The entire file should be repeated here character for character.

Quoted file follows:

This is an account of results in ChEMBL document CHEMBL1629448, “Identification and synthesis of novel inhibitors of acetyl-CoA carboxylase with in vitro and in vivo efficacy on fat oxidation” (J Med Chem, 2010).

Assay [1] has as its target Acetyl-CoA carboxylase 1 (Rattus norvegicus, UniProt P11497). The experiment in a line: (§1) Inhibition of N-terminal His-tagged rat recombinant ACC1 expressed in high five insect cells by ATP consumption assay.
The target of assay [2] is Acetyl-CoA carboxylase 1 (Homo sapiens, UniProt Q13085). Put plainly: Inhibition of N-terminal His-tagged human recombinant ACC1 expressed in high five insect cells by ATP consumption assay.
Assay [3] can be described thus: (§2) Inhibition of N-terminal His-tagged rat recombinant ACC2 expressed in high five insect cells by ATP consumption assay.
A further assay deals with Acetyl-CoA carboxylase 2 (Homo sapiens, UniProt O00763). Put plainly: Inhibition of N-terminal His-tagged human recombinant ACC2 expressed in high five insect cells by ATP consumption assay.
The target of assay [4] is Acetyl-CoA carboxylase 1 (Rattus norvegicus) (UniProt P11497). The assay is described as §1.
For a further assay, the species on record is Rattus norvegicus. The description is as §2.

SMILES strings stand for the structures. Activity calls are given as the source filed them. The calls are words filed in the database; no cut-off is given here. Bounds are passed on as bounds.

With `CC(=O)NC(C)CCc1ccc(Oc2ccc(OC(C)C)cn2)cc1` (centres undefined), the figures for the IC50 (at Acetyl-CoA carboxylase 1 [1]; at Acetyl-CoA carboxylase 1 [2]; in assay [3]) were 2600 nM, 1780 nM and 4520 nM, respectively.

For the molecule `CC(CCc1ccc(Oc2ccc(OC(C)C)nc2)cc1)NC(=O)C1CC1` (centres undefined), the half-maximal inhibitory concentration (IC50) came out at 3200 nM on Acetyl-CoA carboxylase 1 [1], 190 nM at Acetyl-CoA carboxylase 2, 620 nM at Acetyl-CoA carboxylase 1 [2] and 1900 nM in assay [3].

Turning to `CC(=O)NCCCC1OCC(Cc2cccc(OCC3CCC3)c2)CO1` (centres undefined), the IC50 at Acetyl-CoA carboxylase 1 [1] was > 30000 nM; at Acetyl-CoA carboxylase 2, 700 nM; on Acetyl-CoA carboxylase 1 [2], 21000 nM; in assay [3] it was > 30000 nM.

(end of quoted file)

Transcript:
This is an account of results in ChEMBL document CHEMBL1629448, “Identification and synthesis of novel inhibitors of acetyl-CoA carboxylase with in vitro and in vivo efficacy on fat oxidation” (J Med Chem, 2010).

Assay [1] has as its target Acetyl-CoA carboxylase 1 (Rattus norvegicus, UniProt P11497). The experiment in a line: (§1) Inhibition of N-terminal His-tagged rat recombinant ACC1 expressed in high five insect cells by ATP consumption assay.
The target of assay [2] is Acetyl-CoA carboxylase 1 (Homo sapiens, UniProt Q13085). Put plainly: Inhibition of N-terminal His-tagged human recombinant ACC1 expressed in high five insect cells by ATP consumption assay.
Assay [3] can be described thus: (§2) Inhibition of N-terminal His-tagged rat recombinant ACC2 expressed in high five insect cells by ATP consumption assay.
A further assay deals with Acetyl-CoA carboxylase 2 (Homo sapiens, UniProt O00763). Put plainly: Inhibition of N-terminal His-tagged human recombinant ACC2 expressed in high five insect cells by ATP consumption assay.
The target of assay [4] is Acetyl-CoA carboxylase 1 (Rattus norvegicus) (UniProt P11497). The assay is described as §1.
For a further assay, the species on record is Rattus norvegicus. The description is as §2.

SMILES strings stand for the structures. Activity calls are given as the source filed them. The calls are words filed in the database; no cut-off is given here. Bounds are passed on as bounds.

With `CC(=O)NC(C)CCc1ccc(Oc2ccc(OC(C)C)cn2)cc1` (centres undefined), the figures for the IC50 (at Acetyl-CoA carboxylase 1 [1]; at Acetyl-CoA carboxylase 1 [2]; in assay [3]) were 2600 nM, 1780 nM and 4520 nM, respectively.

For the molecule `CC(CCc1ccc(Oc2ccc(OC(C)C)nc2)cc1)NC(=O)C1CC1` (centres undefined), the half-maximal inhibitory concentration (IC50) came out at 3200 nM on Acetyl-CoA carboxylase 1 [1], 190 nM at Acetyl-CoA carboxylase 2, 620 nM at Acetyl-CoA carboxylase 1 [2] and 1900 nM in assay [3].

Turning to `CC(=O)NCCCC1OCC(Cc2cccc(OCC3CCC3)c2)CO1` (centres undefined), the IC50 at Acetyl-CoA carboxylase 1 [1] was > 30000 nM; at Acetyl-CoA carboxylase 2, 700 nM; on Acetyl-CoA carboxylase 1 [2], 21000 nM; in assay [3] it was > 30000 nM.